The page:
Now, it's time to turn your pen! Start by carefully taking off the corners with the a spindle gouge. You don't even want to look at the skew until your blank is completely round. Once your corners are completely rounded, you can get a little more aggressive with the material, if you're comfortable with it. Some turners can make a pen in like 5 minutes, but that doesn't mean you're doing it wrong if takes you well over an hour. Move at your own pace!
Once you have the rough shape you like, you can refine and shape the pen with the skew. You want to use a pretty light touch with the skew, to avoid a blowout. Now that you have your pen shaped, it's time to start sanding.
Step 4: Sanding and Finishing Your Pen
You'll want to use the lowest grit, and gradually move through the higher grits. So I start by sanding the pen with 150 grit while the lathe is on. Then I turn it off and give it a quick sanding with the grain to remove the machine marks. I do that for each grit, and generally, you can't spend too much time sanding. Once you get to the higher grits, it feels a little redundant, but I promise it's worth it!
After sanding, I apply the friction polish. I do this by wiping it on while the lathe is off. I then turn on the lathe and wipe it off, applying some pressure. You'll sort of get a feel for the right amount of pressure. I love this part because the color and characteristics of the wood really come to life!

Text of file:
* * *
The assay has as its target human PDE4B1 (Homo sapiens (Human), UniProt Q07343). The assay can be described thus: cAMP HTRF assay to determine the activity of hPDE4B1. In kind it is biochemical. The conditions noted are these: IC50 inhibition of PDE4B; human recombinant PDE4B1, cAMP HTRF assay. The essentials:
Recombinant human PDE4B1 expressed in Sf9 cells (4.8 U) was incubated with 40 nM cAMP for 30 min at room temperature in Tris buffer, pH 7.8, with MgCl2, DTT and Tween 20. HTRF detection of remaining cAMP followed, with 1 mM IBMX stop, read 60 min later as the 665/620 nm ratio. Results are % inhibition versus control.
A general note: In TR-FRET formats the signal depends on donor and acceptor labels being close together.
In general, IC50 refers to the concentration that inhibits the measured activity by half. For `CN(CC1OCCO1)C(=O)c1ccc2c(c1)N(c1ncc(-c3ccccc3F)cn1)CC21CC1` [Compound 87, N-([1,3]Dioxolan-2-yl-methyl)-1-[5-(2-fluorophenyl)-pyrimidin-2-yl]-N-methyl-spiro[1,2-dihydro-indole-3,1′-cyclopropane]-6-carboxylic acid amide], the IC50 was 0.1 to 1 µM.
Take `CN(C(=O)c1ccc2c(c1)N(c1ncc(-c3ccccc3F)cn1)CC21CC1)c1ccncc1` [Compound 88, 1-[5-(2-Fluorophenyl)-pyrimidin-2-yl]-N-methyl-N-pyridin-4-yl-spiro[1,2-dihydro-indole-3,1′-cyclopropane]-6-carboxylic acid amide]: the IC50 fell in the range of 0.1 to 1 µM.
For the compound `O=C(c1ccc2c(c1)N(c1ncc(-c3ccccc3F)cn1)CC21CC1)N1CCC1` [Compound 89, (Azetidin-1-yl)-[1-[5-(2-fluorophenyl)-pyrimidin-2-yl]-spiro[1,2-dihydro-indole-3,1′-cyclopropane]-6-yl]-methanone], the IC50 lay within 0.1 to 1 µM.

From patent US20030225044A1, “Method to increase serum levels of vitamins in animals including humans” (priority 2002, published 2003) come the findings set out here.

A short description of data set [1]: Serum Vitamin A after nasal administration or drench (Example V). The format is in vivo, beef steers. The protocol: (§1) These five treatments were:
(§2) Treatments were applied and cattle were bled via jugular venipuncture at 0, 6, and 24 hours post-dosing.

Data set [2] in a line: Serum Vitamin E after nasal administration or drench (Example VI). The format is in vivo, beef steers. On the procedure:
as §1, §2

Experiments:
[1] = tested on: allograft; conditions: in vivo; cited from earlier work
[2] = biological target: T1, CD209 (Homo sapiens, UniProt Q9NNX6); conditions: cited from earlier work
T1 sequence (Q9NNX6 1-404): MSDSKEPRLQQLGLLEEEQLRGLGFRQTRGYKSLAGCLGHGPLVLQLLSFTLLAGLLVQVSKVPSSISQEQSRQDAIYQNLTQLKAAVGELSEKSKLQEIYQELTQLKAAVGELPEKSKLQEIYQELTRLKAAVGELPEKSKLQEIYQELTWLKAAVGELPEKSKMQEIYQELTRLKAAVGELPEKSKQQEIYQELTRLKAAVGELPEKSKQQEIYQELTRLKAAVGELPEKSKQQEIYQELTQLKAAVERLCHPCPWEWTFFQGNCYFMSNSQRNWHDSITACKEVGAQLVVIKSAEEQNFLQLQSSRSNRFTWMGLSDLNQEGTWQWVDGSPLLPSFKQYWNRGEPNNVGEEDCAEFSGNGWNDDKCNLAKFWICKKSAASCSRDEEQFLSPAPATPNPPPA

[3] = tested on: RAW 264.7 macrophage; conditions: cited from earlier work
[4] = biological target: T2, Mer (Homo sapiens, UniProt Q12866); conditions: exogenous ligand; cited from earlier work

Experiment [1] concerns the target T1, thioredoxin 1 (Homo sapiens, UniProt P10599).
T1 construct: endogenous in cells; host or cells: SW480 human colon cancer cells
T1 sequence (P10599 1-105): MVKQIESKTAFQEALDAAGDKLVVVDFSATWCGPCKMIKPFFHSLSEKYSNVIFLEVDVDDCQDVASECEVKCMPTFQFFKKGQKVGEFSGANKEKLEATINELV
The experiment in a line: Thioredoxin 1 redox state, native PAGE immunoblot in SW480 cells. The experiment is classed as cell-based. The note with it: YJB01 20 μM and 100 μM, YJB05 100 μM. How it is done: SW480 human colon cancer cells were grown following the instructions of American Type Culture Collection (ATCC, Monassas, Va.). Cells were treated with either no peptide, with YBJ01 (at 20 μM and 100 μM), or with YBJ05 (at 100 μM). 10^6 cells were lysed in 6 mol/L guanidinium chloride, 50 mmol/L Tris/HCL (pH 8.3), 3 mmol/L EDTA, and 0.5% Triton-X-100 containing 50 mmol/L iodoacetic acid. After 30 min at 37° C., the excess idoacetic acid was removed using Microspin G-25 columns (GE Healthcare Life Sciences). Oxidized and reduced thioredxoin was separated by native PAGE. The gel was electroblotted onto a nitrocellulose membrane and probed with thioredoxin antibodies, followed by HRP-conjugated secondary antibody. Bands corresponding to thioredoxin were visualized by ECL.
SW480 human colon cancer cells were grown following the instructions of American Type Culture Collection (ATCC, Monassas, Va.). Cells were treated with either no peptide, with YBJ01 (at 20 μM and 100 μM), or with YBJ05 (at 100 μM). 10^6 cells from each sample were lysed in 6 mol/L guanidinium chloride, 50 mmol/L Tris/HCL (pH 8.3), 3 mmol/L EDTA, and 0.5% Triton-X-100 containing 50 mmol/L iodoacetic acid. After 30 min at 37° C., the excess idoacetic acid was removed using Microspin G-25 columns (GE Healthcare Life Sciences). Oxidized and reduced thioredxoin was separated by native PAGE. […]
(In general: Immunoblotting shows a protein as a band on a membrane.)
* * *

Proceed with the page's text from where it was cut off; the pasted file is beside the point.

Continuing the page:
Finally, the pen is ready for the finish. The type of finish you use will determine how you apply it, but generally, I put a small amount of finish on a rag, and apply it to the wood while the lathe is on. Be careful using rags and sandpaper because the material might try to grab it. In that case, don't try to hold onto the rag/sandpaper. Your lathe is stronger than you! Just let go and turn of the lathe!
Step 5: Assembling Your Pen
We're almost done! We just have to assemble the pen. This is probably the easiest part, but you still must be patent and careful. The instructions for your pen kit should detail how to put this together, so I won't go into much detail here.
I use a pen makers press, which helps me accurately and precisely assemble my pens. If you're only looking to make a few pens, you certainly don't need to buy one of these. Just carefully use a mallet or a vice if you have one. Just take care to not scratch or mark the finish on your hard work while assembling!
Step 6: You're Done!!!
You made a pen! Take a second to appreciate all your hard work! I hope this instructable helps you understand the process of turning a hardwood pen on the lathe. This was a pretty detailed and long write up, but you'll find that it's not as challenging once you get into it. The first few attempts might be a little daunting, but it's a satisfying little project. I have now made a few hundred pens, and each one is different, and just as enjoyable as the last! It's also fun to try different types of kits, such as fountain pens, mechanical pencils, and the other hundreds (thousands?) of different things you can turn on a lathe!
Thanks for reading!